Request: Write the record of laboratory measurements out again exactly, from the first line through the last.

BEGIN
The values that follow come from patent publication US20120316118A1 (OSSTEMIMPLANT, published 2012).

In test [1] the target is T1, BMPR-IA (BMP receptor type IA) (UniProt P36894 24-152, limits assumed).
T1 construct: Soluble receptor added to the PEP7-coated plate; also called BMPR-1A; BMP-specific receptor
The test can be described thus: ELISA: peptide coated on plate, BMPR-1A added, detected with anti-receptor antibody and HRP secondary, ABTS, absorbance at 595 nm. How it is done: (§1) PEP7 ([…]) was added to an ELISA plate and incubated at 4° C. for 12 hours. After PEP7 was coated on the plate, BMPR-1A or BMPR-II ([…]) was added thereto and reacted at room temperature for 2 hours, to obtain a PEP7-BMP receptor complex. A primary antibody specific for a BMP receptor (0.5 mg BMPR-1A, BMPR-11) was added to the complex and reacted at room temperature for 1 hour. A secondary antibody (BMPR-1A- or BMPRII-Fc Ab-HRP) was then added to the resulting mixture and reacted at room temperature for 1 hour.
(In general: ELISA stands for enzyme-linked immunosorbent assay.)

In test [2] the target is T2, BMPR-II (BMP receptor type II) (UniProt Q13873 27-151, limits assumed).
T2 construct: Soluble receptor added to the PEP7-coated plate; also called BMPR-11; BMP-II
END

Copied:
The values that follow come from patent publication US20120316118A1 (OSSTEMIMPLANT, published 2012).

In test [1] the target is T1, BMPR-IA (BMP receptor type IA) (UniProt P36894 24-152, limits assumed).
T1 construct: Soluble receptor added to the PEP7-coated plate; also called BMPR-1A; BMP-specific receptor
The test can be described thus: ELISA: peptide coated on plate, BMPR-1A added, detected with anti-receptor antibody and HRP secondary, ABTS, absorbance at 595 nm. How it is done: (§1) PEP7 ([…]) was added to an ELISA plate and incubated at 4° C. for 12 hours. After PEP7 was coated on the plate, BMPR-1A or BMPR-II ([…]) was added thereto and reacted at room temperature for 2 hours, to obtain a PEP7-BMP receptor complex. A primary antibody specific for a BMP receptor (0.5 mg BMPR-1A, BMPR-11) was added to the complex and reacted at room temperature for 1 hour. A secondary antibody (BMPR-1A- or BMPRII-Fc Ab-HRP) was then added to the resulting mixture and reacted at room temperature for 1 hour.
(In general: ELISA stands for enzyme-linked immunosorbent assay.)

In test [2] the target is T2, BMPR-II (BMP receptor type II) (UniProt Q13873 27-151, limits assumed).
T2 construct: Soluble receptor added to the PEP7-coated plate; also called BMPR-11; BMP-II